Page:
Inaddition, during the sports, Jesse was befriended by a rival. LuzLong, a German athlete helped Owen to obtain a gold medal from theOlympics despite their racial differences. The German had the notionthat their countryman was supposed to compete fiercely against Owenrather than helping him win (Schaap 138). The sports eliminated theobstacles and prejudices and the German assisted to Jesse claim fourgold medals. Schaap intends to cut through apocryphal stories thatsprang up in the event of Jesse’s record-breaking Olympics’performance. Hitler snubs Owen by failing to congratulate him. Theleader was known for segregating black athletes. The African-Americanin most cases grew up in poverty, and Owen was no exception.According to Schaap, he pumped gas for long hours just to ensure thathe meets his family’s needs (135). This form of discrimination bythe state and failure to be awarded a scholarship while in secondaryschool despite portraying good performance shows his alienation tothe state. However, after succeeding in the athletics, the staterecognizes him thus presenting another example of a relationshipunified by sports.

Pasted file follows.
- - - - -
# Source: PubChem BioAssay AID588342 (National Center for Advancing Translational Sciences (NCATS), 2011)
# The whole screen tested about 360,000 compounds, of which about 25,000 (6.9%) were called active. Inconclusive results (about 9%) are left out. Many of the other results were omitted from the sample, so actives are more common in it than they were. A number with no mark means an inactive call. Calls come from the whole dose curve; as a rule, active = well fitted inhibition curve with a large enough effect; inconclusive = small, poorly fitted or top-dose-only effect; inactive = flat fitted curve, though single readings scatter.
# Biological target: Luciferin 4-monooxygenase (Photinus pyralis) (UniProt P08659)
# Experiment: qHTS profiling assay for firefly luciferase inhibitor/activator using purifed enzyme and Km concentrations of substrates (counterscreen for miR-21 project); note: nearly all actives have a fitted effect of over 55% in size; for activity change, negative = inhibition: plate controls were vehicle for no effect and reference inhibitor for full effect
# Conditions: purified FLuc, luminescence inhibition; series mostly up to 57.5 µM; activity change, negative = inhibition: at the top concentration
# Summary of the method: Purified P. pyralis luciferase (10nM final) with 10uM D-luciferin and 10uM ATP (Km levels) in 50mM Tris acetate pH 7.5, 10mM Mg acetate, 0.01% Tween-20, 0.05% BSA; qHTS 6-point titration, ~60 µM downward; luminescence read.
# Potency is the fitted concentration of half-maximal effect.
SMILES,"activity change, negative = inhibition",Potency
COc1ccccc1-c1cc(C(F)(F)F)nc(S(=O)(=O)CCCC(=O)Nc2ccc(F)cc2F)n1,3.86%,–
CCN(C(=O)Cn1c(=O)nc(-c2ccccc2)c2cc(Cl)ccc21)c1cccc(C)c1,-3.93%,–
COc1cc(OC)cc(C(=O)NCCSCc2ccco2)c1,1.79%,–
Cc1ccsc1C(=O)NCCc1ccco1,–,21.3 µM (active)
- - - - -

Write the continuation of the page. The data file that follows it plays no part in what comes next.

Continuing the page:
Anotherexample indicating how discrimination is neutralized by sports iswhereby Owen is accused of illegally gaining money from Ohio’slegislature. According to Schaap, Jesse also faced scrutiny from thestate of on questions relating to the genetic advantage ofAfrican-American athletes (16). The same state that put theaccusations later opted to unite with the athlete after he won medalsin the Olympics. Also, the state had stipulated that it was notethical for African-Americans to participate in these games. Theargument was evident through how the players were snubbed by thegovernment only to be recognized for bringing honor to the country.

Myprimary criticism of the book lies in its flow. Schaap gets offtopic. Although he wanted to provide some background information onthe existing social feeling, he sometimes strays from the Olympics. Also, the author clipped so much from the magazines and newspapers.It is also debatable when the author claims that was born in Ohiowhile other sources provide is Alabama is his native state.